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    Scot Active Member

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    I think it is worth the gamble. Even if the person critiquing your work sucks, you could gain an insight into how your target audience might perceive your work.
     
  5. deadrats
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    deadrats Active Member

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    Someone who would link How Not to Write a Novel: 200 Mistakes to Avoid at All Costs If You Ever Want to Get Published is not my target audience.
     
  6. Catrin Lewis
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    Catrin Lewis Contributing Member Contributor

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    Well, no, the beta reader in question absolutely does not suck. She's one of my best friends and a lovely person. Which I guess makes it hurt more that we don't see eye to eye on what makes a useful critique.

    In fact, that may be the key to the problem. If this were a beta I'd recruited off of GoodReads, I wouldn't care. I could ignore the recommendation and get my writing advice somewhere else. But to have someone I really care about go into raptures about a book I don't find at all helpful . . . and to fear I might hurt her feelings if I tell her how, okay, yes, insulted it made me feel . . . that's what puts me a bind.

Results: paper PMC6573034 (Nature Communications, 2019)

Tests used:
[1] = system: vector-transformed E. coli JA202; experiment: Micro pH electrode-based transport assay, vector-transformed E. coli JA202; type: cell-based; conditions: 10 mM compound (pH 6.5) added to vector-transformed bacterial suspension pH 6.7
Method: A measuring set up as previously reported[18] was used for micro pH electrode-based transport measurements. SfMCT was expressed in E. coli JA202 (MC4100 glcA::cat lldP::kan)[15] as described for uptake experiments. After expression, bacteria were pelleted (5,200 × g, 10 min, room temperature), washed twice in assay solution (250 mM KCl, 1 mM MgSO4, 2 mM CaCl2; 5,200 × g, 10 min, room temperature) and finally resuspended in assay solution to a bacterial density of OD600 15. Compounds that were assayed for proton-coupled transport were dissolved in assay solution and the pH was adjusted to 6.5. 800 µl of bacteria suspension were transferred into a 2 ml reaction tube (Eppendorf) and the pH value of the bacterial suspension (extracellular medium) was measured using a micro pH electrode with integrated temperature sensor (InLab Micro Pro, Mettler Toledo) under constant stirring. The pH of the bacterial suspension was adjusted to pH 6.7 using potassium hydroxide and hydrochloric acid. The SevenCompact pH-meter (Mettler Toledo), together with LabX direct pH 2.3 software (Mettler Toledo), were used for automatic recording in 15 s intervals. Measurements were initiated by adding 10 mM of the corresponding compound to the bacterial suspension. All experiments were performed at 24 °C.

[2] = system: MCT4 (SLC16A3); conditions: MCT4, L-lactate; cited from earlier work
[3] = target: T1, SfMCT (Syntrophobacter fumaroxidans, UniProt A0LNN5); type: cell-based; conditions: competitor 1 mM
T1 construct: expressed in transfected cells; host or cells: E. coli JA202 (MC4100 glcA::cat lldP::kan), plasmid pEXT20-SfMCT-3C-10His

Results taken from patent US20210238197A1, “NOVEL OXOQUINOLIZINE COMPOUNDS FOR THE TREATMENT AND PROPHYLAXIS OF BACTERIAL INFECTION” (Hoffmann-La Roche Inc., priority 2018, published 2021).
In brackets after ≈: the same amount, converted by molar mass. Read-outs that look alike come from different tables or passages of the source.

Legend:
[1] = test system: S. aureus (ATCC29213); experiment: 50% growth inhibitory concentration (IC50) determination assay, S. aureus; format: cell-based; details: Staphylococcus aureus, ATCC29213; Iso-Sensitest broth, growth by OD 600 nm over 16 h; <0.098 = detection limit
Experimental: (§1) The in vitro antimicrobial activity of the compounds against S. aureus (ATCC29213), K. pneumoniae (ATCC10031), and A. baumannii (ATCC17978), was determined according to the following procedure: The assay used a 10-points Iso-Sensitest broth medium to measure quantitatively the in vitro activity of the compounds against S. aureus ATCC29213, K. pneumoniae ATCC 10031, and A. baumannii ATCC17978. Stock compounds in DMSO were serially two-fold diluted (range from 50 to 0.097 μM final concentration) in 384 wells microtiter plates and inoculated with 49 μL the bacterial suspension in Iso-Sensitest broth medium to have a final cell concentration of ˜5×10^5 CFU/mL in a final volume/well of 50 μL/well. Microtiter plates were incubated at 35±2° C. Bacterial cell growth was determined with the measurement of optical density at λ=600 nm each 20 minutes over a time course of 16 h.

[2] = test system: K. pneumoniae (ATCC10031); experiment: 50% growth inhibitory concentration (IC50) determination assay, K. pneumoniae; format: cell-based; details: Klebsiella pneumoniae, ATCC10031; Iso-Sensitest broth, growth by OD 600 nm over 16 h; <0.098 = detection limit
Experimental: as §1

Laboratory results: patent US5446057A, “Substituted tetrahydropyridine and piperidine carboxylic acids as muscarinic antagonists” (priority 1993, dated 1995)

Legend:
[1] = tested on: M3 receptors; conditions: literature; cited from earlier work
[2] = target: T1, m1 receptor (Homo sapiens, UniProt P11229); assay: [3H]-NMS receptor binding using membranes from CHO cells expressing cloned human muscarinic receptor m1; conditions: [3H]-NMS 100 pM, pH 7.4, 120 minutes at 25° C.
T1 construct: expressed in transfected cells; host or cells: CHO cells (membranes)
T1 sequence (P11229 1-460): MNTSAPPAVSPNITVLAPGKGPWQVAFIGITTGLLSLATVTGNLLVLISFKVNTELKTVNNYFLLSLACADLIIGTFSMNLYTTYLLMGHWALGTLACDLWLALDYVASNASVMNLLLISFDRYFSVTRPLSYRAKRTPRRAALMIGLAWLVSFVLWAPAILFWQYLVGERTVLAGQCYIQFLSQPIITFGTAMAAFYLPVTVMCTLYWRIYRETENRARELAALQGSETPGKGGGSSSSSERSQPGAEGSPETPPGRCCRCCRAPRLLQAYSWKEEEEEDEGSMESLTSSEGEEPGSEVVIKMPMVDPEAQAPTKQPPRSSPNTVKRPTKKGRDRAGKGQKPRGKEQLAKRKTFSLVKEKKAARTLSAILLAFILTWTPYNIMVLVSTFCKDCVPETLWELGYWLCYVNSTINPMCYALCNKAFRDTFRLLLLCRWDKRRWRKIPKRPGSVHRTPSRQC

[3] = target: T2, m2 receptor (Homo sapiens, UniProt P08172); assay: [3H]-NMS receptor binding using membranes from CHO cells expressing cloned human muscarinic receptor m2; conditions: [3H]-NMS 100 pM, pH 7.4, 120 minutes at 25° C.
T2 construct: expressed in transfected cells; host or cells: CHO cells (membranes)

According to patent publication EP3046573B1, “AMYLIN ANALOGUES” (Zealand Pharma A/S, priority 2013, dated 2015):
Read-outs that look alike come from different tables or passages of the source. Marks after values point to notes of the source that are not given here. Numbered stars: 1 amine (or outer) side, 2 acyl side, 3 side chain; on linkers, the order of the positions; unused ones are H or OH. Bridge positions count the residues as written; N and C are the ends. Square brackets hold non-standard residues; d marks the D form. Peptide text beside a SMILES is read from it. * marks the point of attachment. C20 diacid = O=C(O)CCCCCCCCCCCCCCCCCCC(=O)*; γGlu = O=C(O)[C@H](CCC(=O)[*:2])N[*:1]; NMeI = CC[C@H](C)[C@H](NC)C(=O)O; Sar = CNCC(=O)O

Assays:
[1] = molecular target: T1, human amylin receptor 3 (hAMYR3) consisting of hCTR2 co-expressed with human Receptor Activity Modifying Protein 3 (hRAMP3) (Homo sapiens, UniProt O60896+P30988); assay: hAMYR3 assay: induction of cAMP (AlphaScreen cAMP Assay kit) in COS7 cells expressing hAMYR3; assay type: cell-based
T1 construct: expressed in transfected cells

7. Spencer1990
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    Spencer1990 Contributing Member

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    That's a strange situation. When I read the original post, my first thought was that this person must not know you very well, thus making it difficult to know how you will take certain things. They way we frame critique can have a tremendous effect on how it's received. But if this beta reader is one of your best friends, I'd think you both would have a general rapport and know how to communicate effectively, without hurting one another's feelings.

    Curious situation you have here. It's all about the framing of the critique, as you mentioned. I'm much more receptive to critique that is framed positively. Connotation is a powerful device to utilize whilst communicating.
     
  8. Sack-a-Doo!
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    Sack-a-Doo! Contributing Member Contributor

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    Both of the situations you outlined would piss me off, too, not just in the way it was done but the actual books... especially the second one.

    I mean, come on! How Not to Write?? When I first saw this book, I knew it had to be either a joke or at the very least very (very-very) bad for instilling confidence. (Did I say 'very' too many times just then?) I didn't care which and just gave it a miss. It's one of the few times I've done that; I'm a bit of a how-to junkie when it comes to books on writing.